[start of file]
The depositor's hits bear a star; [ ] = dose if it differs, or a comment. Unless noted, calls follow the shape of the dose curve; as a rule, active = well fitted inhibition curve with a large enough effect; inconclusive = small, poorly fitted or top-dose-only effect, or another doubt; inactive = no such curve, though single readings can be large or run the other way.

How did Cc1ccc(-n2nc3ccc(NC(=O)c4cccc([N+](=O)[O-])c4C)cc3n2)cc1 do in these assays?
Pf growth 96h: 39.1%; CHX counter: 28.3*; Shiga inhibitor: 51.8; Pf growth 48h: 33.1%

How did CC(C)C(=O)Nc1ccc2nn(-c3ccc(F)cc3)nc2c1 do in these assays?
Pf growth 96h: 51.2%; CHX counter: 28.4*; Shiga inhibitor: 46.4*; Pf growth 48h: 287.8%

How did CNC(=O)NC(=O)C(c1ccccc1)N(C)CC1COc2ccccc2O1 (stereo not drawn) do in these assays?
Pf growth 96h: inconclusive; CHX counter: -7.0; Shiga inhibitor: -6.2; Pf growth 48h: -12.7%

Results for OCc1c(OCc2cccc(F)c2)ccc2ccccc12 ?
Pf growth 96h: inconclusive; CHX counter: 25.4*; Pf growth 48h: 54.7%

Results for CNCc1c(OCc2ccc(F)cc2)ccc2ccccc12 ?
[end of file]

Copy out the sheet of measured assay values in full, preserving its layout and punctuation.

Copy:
The depositor's hits bear a star; [ ] = dose if it differs, or a comment. Unless noted, calls follow the shape of the dose curve; as a rule, active = well fitted inhibition curve with a large enough effect; inconclusive = small, poorly fitted or top-dose-only effect, or another doubt; inactive = no such curve, though single readings can be large or run the other way.

How did Cc1ccc(-n2nc3ccc(NC(=O)c4cccc([N+](=O)[O-])c4C)cc3n2)cc1 do in these assays?
Pf growth 96h: 39.1%; CHX counter: 28.3*; Shiga inhibitor: 51.8; Pf growth 48h: 33.1%

How did CC(C)C(=O)Nc1ccc2nn(-c3ccc(F)cc3)nc2c1 do in these assays?
Pf growth 96h: 51.2%; CHX counter: 28.4*; Shiga inhibitor: 46.4*; Pf growth 48h: 287.8%

How did CNC(=O)NC(=O)C(c1ccccc1)N(C)CC1COc2ccccc2O1 (stereo not drawn) do in these assays?
Pf growth 96h: inconclusive; CHX counter: -7.0; Shiga inhibitor: -6.2; Pf growth 48h: -12.7%

Results for OCc1c(OCc2cccc(F)c2)ccc2ccccc12 ?
Pf growth 96h: inconclusive; CHX counter: 25.4*; Pf growth 48h: 54.7%

Results for CNCc1c(OCc2ccc(F)cc2)ccc2ccccc12 ?